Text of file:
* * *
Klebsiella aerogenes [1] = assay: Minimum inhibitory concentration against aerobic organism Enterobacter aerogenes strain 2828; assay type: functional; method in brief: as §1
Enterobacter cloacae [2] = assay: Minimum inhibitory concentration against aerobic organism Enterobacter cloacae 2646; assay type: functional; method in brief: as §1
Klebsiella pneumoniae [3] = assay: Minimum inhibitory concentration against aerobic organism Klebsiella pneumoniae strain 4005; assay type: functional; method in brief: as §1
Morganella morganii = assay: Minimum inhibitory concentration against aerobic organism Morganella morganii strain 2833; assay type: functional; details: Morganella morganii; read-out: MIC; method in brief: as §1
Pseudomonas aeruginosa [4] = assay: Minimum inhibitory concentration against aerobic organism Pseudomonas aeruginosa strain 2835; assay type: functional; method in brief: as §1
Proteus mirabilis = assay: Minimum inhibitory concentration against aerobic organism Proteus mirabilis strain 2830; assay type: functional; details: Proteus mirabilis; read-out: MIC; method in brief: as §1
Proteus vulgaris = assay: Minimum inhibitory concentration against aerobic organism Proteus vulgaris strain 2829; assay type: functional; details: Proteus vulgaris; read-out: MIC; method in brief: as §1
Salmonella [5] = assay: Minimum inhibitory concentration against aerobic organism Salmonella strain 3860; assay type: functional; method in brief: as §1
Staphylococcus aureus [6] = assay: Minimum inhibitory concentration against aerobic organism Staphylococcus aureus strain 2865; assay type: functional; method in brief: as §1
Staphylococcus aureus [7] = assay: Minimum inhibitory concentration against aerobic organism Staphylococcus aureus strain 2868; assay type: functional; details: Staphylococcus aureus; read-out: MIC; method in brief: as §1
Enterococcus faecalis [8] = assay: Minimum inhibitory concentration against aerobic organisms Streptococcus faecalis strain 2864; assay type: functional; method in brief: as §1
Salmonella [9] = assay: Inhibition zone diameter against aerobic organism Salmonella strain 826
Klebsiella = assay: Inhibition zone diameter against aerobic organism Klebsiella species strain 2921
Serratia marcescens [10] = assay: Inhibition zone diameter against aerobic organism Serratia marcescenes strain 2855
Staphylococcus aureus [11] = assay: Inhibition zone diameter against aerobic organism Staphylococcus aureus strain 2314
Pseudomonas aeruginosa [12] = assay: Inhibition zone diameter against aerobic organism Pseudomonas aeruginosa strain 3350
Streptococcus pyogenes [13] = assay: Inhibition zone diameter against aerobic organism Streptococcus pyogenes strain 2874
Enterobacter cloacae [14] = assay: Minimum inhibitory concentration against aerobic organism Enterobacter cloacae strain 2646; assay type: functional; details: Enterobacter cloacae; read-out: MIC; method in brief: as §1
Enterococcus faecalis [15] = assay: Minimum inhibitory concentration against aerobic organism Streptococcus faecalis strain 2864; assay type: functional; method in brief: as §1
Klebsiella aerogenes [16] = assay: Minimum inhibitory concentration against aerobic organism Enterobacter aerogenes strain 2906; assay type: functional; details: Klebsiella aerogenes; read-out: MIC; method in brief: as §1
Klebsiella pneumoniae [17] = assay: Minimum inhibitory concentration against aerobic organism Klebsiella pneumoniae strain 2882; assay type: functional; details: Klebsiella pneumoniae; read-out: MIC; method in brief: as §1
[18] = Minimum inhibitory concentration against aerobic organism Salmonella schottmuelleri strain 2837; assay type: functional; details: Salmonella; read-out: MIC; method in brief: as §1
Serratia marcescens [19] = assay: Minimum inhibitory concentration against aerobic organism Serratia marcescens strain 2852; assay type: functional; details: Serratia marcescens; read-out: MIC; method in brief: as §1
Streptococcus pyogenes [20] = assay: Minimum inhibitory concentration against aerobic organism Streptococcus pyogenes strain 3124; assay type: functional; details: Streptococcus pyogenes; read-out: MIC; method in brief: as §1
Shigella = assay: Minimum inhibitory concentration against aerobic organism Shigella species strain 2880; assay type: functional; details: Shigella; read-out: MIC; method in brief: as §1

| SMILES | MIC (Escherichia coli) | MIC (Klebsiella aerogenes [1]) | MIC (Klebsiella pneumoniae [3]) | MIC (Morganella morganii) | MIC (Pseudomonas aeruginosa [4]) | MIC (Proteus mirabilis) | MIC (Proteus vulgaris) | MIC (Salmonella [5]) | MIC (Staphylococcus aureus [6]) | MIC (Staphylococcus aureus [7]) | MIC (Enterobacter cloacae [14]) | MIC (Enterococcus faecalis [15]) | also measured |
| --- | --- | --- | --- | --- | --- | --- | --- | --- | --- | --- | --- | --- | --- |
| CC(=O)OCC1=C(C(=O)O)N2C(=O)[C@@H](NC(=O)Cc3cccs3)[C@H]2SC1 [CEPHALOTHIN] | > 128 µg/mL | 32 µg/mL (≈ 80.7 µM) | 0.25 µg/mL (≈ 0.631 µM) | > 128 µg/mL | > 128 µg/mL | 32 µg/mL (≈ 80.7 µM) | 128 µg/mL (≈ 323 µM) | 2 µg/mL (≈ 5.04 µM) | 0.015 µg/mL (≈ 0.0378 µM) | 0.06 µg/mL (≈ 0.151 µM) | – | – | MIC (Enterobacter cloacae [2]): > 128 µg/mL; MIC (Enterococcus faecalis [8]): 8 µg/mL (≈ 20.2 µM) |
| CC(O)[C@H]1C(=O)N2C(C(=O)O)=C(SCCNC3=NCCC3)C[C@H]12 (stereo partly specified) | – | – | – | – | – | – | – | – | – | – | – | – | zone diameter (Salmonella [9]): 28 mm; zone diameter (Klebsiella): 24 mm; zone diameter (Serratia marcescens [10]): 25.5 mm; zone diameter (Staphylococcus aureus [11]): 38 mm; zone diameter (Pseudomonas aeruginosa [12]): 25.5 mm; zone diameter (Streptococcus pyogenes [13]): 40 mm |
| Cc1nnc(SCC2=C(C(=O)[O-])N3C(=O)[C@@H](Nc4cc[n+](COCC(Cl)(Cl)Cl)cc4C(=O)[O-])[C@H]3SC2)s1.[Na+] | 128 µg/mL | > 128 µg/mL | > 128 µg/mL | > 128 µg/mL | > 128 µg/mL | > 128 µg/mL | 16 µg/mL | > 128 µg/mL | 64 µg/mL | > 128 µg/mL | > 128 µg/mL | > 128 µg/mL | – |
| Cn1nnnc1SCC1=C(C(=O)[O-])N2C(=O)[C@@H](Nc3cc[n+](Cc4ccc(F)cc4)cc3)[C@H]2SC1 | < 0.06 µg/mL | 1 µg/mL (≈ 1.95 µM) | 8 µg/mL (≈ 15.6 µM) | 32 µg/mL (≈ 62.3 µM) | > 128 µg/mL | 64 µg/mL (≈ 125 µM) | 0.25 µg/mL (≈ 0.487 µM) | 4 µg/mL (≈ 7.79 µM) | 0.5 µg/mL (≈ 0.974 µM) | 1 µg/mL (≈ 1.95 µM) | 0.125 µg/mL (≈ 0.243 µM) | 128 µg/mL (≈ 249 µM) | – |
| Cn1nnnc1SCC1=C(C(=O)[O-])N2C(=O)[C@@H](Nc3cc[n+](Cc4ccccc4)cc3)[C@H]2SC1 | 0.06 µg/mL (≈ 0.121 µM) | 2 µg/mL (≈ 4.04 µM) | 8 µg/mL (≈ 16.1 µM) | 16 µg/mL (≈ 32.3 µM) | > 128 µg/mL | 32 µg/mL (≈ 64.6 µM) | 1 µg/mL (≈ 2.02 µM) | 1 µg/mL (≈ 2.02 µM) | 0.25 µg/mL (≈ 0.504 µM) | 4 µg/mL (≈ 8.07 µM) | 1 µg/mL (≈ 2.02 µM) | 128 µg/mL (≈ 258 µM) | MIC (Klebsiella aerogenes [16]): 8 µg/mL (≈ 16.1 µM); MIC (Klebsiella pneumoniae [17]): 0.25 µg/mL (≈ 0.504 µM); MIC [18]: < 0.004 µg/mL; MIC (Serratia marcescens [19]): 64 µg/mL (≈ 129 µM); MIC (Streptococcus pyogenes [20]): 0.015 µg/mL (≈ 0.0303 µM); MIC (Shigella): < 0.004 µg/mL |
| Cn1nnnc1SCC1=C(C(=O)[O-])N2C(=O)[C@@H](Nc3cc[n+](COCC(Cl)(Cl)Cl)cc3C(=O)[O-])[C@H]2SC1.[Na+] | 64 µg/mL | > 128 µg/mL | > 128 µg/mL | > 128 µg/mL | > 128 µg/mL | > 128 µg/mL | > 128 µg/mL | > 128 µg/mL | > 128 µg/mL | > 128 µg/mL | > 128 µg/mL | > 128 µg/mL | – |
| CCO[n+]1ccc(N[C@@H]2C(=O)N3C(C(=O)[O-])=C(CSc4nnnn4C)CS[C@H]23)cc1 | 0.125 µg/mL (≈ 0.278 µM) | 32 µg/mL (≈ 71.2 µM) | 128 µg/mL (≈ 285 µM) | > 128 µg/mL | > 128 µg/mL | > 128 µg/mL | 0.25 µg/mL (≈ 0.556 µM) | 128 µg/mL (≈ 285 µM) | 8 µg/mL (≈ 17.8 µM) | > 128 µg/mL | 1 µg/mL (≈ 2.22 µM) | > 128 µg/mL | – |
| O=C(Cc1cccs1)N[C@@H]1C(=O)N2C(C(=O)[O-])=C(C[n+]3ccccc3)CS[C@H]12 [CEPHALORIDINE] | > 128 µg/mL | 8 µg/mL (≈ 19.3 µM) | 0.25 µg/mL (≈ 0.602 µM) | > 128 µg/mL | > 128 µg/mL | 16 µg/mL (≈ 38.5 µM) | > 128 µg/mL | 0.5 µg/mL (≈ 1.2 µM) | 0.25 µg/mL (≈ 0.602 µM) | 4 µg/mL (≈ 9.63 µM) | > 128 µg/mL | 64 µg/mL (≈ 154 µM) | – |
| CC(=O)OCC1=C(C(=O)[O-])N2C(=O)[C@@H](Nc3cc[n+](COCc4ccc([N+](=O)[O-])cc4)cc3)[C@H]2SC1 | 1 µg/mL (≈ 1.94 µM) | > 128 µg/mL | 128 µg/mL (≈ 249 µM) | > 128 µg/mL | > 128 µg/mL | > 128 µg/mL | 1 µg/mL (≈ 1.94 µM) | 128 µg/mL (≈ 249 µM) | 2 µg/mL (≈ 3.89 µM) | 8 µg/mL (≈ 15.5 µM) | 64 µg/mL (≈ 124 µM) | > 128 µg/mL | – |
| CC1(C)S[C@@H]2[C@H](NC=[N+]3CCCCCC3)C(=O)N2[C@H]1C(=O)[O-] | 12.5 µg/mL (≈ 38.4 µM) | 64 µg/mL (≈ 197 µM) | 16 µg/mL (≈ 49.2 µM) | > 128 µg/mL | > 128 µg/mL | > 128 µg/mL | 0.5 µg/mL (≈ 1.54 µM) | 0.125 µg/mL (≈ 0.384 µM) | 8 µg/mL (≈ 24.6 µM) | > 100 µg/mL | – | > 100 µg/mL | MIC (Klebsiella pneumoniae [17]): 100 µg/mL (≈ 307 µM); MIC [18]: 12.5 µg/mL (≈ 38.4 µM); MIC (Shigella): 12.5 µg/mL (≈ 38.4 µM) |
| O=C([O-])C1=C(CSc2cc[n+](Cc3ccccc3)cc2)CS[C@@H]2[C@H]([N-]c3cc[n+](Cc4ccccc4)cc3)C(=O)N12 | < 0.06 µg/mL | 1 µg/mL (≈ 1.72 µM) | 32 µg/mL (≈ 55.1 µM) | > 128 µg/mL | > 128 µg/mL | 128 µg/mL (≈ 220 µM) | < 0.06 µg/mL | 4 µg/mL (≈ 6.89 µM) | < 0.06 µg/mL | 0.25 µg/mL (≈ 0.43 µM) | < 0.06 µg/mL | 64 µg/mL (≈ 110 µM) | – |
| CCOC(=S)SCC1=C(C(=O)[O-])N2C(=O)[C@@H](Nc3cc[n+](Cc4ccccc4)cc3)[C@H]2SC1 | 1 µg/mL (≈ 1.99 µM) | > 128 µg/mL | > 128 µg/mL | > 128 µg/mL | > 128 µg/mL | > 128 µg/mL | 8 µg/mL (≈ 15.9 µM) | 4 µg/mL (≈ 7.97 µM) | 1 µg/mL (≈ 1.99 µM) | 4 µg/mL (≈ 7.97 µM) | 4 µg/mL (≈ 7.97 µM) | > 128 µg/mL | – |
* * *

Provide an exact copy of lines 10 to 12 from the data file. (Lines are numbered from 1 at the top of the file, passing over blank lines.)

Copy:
Staphylococcus aureus [7] = assay: Minimum inhibitory concentration against aerobic organism Staphylococcus aureus strain 2868; assay type: functional; details: Staphylococcus aureus; read-out: MIC; method in brief: as §1
Enterococcus faecalis [8] = assay: Minimum inhibitory concentration against aerobic organisms Streptococcus faecalis strain 2864; assay type: functional; method in brief: as §1
Salmonella [9] = assay: Inhibition zone diameter against aerobic organism Salmonella strain 826